ucanews.com reporters, Colombo
Updated: March 09, 2018 06:26 AM GMT
Hundreds of demonstrators including Muslim women shout slogans condemning anti-Muslim violence in front of Fort Railway Station in Colombo on March 8. (ucanews.com photo)
Hundreds of Muslims and rights activists have demonstrated against anti-Muslim attacks in Sri Lanka.
Activists urged the government to ensure the security of Muslims and every citizen as tensions rise across the country.
The government declared a nationwide state of emergency on March 6 for 10 days after religious violence in Kandy. A police curfew has been imposed in the Kandy administrative district and the government has blocked social media networks in an effort to quell the violence.
Many Muslim-owned businesses, shops and houses have been set on fire in recent days.
Saman Rathnapriya, a human rights defender and trade union leader, said Sri Lanka had never learned any lessons from previous communal violence. Those who need power again are behind recent incidents, he said.
He called on all law enforcement authorities to act without partiality and to consider their paramount duty to ensure the security of every citizen and to maintain law and order.
"Former president Mahinda Rajapaksa's regime helped to grow racism and now the results are very negative. Some politicians and Buddhist extremists are responsible for these attacks but the government and authorities are inactive and not taking proactive measures," Rathnapriya told a gathering in front of Fort Railway Station in Colombo on March 8.
"We ask Mahinda Rajapaksa not to spread racism — people should unite to protect our country as one nation."
Hundreds of demonstrators including Muslim women sang slogans against extremist Buddhist monks, government politicians, the president, prime minister and Buddhist mobs. Similar demonstrations were held in several parts of the country.
Tensions erupted after a Sinhalese lorry driver was killed by a group of Muslim men in Kandy. According to local people, Buddhist mobs from outside the area came to Kandy to carry out planned attacks.
Similar anti-Muslim violence erupted in the east of Sri Lanka last week after a rumor spread about birth control pills being served in a Muslim restaurant in Ampara to unsuspecting Sinhalese customers. This fed into Sinhalese fears of a conspiracy by Muslims to reduce the Sinhalese population.
Saman Rathnapriya, a human rights defender and trade union leader, addresses people in front of Fort Railway Station in Colombo on March 8. (ucanews.com photo).
Religious leaders appeal for calm
Religious leaders have urged the government to ensure the security of every citizen and to maintain law and order.
They called for immediate action to be taken against perpetrators of violence and for measures to restore normalcy in affected areas.
"Kandy is very sensitive with all religions living peacefully. But if there are issues, a common forum is needed provided the state supports such a meeting," Bishop Vianney Fernando of Kandy told ucanews.com. "We uphold this land belongs to all to live in harmony."
Bishop Fernando said priests at local level were involved in inter-religious meetings but there were no follow-ups.
He said religious and political authorities were acting in a reactive manner and not taking proactive measures to curb these situations.
Bishop Winston Fernando of Badulla, president of the Catholic Bishops' Conference in Sri Lanka, said in a statement that it is destructive to give a religious twist to isolated incidents, leaving room for extremists to create a conflagration.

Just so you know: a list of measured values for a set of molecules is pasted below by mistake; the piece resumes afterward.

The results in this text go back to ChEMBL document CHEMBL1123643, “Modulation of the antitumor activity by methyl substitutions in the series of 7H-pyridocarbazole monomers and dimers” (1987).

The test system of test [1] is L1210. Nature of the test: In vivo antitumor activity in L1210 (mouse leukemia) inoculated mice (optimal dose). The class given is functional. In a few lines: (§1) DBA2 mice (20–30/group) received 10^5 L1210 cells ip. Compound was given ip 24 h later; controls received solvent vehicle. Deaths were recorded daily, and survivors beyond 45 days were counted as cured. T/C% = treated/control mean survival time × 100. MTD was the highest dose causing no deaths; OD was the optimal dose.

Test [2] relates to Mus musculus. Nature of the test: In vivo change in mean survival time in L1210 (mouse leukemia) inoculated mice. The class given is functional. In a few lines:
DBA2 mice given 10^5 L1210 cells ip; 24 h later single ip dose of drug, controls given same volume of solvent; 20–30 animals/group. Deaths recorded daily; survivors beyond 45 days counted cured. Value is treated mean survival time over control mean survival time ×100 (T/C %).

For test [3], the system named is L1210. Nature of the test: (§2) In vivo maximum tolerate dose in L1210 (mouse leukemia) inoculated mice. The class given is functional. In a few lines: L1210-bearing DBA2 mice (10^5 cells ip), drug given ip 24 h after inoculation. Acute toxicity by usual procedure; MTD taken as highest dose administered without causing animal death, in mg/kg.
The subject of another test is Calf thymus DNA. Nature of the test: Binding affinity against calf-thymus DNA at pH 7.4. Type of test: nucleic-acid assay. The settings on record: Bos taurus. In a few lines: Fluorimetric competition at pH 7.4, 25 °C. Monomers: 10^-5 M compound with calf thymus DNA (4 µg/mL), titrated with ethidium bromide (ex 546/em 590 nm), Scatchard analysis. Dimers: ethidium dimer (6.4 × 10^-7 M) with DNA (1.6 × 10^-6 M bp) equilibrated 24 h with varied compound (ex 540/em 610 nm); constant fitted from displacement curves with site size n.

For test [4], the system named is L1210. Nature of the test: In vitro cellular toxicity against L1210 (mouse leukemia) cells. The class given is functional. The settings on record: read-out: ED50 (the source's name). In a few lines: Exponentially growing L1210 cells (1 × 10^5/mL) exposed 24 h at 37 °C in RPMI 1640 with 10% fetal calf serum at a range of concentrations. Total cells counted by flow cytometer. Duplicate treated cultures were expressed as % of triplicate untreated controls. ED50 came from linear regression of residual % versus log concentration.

He said he was deeply concerned about the disturbances.
"We should look at all incidents as having potential to unleash violence," he said. "We do not need outsiders to teach us the importance of living in peace and harmony; we have the four major religions to teach us of the spiritual values."
Sri Lanka blocked social media networks including Facebook, Instagram, WhatsApp and Viber temporarily to help quell the violence.
Muslim cleric Mowlavi H.M. Rizwan of the Kandy Mosque told ucanews.com that, under the leadership of Buddhist monks, Muslim priests, Christian priests and Hindu priests have come together to ensure people in remote villages of Kandy do not get involved in the violence.
In the villages of Yakgahapitiya, Ampitiya, Madawela, where some small incidents occurred on March 6-7, leaders have told residents to remain calm and not get involved.
Rizwan said Sinhalese and Muslim people are working together and with religious leaders and the armed forces to protect villages by not allowing any outsiders to enter. He said outside agents were involved in inciting violence in these villages.
The United Nations in Sri Lanka urged authorities to take immediate action against rioters and to swiftly restore normalcy.
Tibbotuwawe Sri Siddhartha Sumangala Mahanayake Thera of the Malwatte Chapter said political divisions are the major contributory factors toward the violence.
The National Christian Council of Sri Lanka appealed to all peace-loving citizens to consider the heavy price of nearly three decades of war and to work toward the peaceful resolution of issues causing recent acts of violence.
"We appeal to all political parties and other formations to act with restraint and not to contribute further to the destabilization of an already fragile government, causing greater harm to the economy and ultimately negatively affecting the poorer sections of our people," said Christian leaders in a statement.
"We appeal to all religious leaders to act together, sustained by our spiritual resources, to work toward resolving all the fear, hatred and suspicion that arises at a time like this."
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